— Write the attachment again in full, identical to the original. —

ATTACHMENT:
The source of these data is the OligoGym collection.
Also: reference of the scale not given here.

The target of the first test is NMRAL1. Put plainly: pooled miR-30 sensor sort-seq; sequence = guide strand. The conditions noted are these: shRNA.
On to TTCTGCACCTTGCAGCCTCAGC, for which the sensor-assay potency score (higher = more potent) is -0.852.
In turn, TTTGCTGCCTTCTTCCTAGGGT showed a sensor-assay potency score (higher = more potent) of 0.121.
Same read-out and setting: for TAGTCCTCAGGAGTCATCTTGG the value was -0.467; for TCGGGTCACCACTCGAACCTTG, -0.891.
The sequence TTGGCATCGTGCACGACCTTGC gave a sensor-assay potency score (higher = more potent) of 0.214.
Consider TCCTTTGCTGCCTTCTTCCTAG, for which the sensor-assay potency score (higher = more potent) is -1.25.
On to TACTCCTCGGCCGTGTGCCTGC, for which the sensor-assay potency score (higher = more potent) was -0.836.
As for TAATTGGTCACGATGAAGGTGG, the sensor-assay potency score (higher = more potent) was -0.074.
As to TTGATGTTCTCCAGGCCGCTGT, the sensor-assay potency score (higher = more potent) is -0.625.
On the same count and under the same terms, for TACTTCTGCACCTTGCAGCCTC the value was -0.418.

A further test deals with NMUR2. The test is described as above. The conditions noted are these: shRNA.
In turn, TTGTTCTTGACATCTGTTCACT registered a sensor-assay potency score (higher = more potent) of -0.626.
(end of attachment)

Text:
The source of these data is the OligoGym collection.
Also: reference of the scale not given here.

The target of the first test is NMRAL1. Put plainly: pooled miR-30 sensor sort-seq; sequence = guide strand. The conditions noted are these: shRNA.
On to TTCTGCACCTTGCAGCCTCAGC, for which the sensor-assay potency score (higher = more potent) is -0.852.
In turn, TTTGCTGCCTTCTTCCTAGGGT showed a sensor-assay potency score (higher = more potent) of 0.121.
Same read-out and setting: for TAGTCCTCAGGAGTCATCTTGG the value was -0.467; for TCGGGTCACCACTCGAACCTTG, -0.891.
The sequence TTGGCATCGTGCACGACCTTGC gave a sensor-assay potency score (higher = more potent) of 0.214.
Consider TCCTTTGCTGCCTTCTTCCTAG, for which the sensor-assay potency score (higher = more potent) is -1.25.
On to TACTCCTCGGCCGTGTGCCTGC, for which the sensor-assay potency score (higher = more potent) was -0.836.
As for TAATTGGTCACGATGAAGGTGG, the sensor-assay potency score (higher = more potent) was -0.074.
As to TTGATGTTCTCCAGGCCGCTGT, the sensor-assay potency score (higher = more potent) is -0.625.
On the same count and under the same terms, for TACTTCTGCACCTTGCAGCCTC the value was -0.418.

A further test deals with NMUR2. The test is described as above. The conditions noted are these: shRNA.
In turn, TTGTTCTTGACATCTGTTCACT registered a sensor-assay potency score (higher = more potent) of -0.626.